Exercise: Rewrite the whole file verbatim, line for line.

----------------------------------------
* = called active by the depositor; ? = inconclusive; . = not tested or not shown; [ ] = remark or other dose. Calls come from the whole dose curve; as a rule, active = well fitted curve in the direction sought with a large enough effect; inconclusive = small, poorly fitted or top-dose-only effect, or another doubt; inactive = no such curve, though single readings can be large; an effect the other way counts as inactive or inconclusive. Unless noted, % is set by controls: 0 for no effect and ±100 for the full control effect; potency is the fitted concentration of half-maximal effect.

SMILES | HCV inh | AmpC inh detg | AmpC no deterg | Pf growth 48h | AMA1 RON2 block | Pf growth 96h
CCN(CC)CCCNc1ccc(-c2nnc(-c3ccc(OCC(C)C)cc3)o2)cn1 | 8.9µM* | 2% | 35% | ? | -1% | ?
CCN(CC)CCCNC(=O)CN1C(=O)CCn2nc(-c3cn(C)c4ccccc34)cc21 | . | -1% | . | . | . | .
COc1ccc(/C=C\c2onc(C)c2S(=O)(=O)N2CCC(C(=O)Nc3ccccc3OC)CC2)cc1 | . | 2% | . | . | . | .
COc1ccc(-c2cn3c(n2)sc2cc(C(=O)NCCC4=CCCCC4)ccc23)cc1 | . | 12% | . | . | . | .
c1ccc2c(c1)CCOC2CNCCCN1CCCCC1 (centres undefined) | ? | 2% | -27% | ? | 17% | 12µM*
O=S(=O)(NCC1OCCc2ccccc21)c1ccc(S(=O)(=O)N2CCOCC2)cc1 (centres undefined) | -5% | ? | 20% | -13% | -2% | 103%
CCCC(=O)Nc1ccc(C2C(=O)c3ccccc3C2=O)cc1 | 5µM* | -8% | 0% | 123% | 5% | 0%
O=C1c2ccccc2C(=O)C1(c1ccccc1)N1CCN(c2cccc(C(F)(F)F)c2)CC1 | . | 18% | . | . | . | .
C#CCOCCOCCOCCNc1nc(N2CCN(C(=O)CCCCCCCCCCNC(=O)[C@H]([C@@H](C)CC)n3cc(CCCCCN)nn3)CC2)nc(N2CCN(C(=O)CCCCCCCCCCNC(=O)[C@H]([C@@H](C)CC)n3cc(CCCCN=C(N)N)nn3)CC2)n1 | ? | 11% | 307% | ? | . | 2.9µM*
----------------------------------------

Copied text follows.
* = called active by the depositor; ? = inconclusive; . = not tested or not shown; [ ] = remark or other dose. Calls come from the whole dose curve; as a rule, active = well fitted curve in the direction sought with a large enough effect; inconclusive = small, poorly fitted or top-dose-only effect, or another doubt; inactive = no such curve, though single readings can be large; an effect the other way counts as inactive or inconclusive. Unless noted, % is set by controls: 0 for no effect and ±100 for the full control effect; potency is the fitted concentration of half-maximal effect.

SMILES | HCV inh | AmpC inh detg | AmpC no deterg | Pf growth 48h | AMA1 RON2 block | Pf growth 96h
CCN(CC)CCCNc1ccc(-c2nnc(-c3ccc(OCC(C)C)cc3)o2)cn1 | 8.9µM* | 2% | 35% | ? | -1% | ?
CCN(CC)CCCNC(=O)CN1C(=O)CCn2nc(-c3cn(C)c4ccccc34)cc21 | . | -1% | . | . | . | .
COc1ccc(/C=C\c2onc(C)c2S(=O)(=O)N2CCC(C(=O)Nc3ccccc3OC)CC2)cc1 | . | 2% | . | . | . | .
COc1ccc(-c2cn3c(n2)sc2cc(C(=O)NCCC4=CCCCC4)ccc23)cc1 | . | 12% | . | . | . | .
c1ccc2c(c1)CCOC2CNCCCN1CCCCC1 (centres undefined) | ? | 2% | -27% | ? | 17% | 12µM*
O=S(=O)(NCC1OCCc2ccccc21)c1ccc(S(=O)(=O)N2CCOCC2)cc1 (centres undefined) | -5% | ? | 20% | -13% | -2% | 103%
CCCC(=O)Nc1ccc(C2C(=O)c3ccccc3C2=O)cc1 | 5µM* | -8% | 0% | 123% | 5% | 0%
O=C1c2ccccc2C(=O)C1(c1ccccc1)N1CCN(c2cccc(C(F)(F)F)c2)CC1 | . | 18% | . | . | . | .
C#CCOCCOCCOCCNc1nc(N2CCN(C(=O)CCCCCCCCCCNC(=O)[C@H]([C@@H](C)CC)n3cc(CCCCCN)nn3)CC2)nc(N2CCN(C(=O)CCCCCCCCCCNC(=O)[C@H]([C@@H](C)CC)n3cc(CCCCN=C(N)N)nn3)CC2)n1 | ? | 11% | 307% | ? | . | 2.9µM*